concern for frozen food warehouses because it increases the costs for annual maintenance and coverage for liability insurance. When humid air mixes with a freezer’s air, commercial facilities normally rely on heated, high-speed freezer entrance doors to control ice and snow accumulation. In dry climates, a freezer entrance door adequately maintains desired temperature conditions, conserving energy, but in Florida, the dewpoint and humidity are extremely high, causing entrance doors to become more prone to ice build-up.
A combination of desiccant equipment and fabric duct air distribution was the solution for the ice build-up problem confronting the 320,000-sq-ft refrigerated warehouse in Bradenton.
Bentzel Mechanical of St. Petersburg installed a Munters desiccant dehumidifier, Model F-30 FreezAire™, with 400 lb/hr of moisture removing capacity. Meanwhile, engineer Gary Evans of Systems Components Corp., in Ocala, designed the air distribution system with fabric
duct made by FabricAir®.
Using a desiccant system and industrial-grade fabric duct to distribute dehumidified air is considered a unique solution in the industry, according to the manufacturers. Utilizing these type of systems together to eliminate ice buildup providing an 80% reduction in semi-daily defrost cycles for each of the freezer/cooler’s 21 evaporator coils and rooftop condensing coils, they said. The manufacturers added that the technology has helped reduce the defrost cycles on the plant’s ammonia refrigeration to only 1/wk.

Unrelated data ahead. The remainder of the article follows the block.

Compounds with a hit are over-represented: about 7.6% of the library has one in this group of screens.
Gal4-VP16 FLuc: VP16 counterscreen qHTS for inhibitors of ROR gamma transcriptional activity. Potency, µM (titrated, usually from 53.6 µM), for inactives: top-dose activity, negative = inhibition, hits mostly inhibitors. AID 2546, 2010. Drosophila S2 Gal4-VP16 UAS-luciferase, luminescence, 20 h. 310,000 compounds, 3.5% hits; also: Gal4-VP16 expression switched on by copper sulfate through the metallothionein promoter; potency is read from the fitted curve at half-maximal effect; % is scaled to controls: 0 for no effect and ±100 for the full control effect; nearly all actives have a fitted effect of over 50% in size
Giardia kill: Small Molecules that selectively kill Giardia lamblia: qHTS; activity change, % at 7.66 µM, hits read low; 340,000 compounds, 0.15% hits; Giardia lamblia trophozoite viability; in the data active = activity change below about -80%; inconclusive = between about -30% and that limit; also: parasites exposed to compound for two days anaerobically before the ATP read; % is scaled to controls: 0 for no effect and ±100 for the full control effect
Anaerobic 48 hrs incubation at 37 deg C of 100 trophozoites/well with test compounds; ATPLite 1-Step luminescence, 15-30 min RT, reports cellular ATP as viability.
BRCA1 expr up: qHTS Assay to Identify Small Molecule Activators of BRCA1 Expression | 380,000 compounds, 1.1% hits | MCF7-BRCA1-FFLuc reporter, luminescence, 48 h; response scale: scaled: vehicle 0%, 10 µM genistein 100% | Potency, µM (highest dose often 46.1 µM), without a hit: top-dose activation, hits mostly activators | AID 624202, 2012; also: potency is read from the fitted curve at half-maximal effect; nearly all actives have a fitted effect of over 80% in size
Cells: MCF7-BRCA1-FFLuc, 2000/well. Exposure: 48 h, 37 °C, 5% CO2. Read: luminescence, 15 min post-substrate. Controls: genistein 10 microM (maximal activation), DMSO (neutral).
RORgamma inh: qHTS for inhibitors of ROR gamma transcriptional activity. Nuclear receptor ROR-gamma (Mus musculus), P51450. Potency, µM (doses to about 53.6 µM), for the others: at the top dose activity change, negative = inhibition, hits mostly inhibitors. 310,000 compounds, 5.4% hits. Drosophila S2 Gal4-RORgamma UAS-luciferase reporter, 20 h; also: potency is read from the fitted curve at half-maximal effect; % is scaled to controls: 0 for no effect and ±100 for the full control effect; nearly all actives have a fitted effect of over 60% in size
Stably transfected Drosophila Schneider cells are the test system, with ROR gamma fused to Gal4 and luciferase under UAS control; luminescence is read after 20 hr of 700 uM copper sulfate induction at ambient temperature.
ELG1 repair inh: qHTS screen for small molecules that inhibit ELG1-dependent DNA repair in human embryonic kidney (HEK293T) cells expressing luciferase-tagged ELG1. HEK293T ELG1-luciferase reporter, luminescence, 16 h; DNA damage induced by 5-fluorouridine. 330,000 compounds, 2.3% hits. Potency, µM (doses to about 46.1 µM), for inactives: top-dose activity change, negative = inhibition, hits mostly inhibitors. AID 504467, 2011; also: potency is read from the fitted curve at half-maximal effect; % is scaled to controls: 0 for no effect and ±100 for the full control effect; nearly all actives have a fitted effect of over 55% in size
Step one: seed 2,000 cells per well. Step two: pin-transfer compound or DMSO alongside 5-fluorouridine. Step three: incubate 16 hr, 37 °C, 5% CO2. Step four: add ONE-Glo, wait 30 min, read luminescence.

The payback does not include estimates of additional $50,000 annual savings for ice removal on the 40-by-360-ft trucking dock that was previously performed by in-house maintenance people, said Evans. Ice had regularly accumulated on the floor and ceilings as far as 20 ft from each of the four 14-by-8-ft automatic entry freezer door thresholds, according to Evans.
"With the new desiccant and fabric ductwork system, we reduced relative humidity from
worst case scenarios of 90%, to a constant everyday 40% relative humidity," added Evans.
Bentzel Mechanical installed the 10,000-cfm desiccant system and subcontracted the fabrication of the sheet metal supply and return. The supply ducts connect the rooftop desiccant unit to the 140-ft-long run of 42-in dia fabric duct that runs just above the four freezer doors, according to Bentzel.
The project also included 180 ft of 40-in.-by-24-in. metal return duct with 12 grilles that are spread evenly along the 23 truck door openings, added Bentzel.
The manufacturers said that typical fabric duct distributes air through fabric permeability and/or linear diffusers, and in the Bradenton facility, the permeability is designed to control static pressure. Above each freezer door, an 8-ft section of fabric duct has 120 plastic, narrow-throw air nozzles that bathe the floor and door hardware with dry air, the manufacturers noted. The maintenance department also plans to clean the duct routinely and the process can be done in an estimated four hours, concluded the manufacturers.
Publication date: 10/15/2001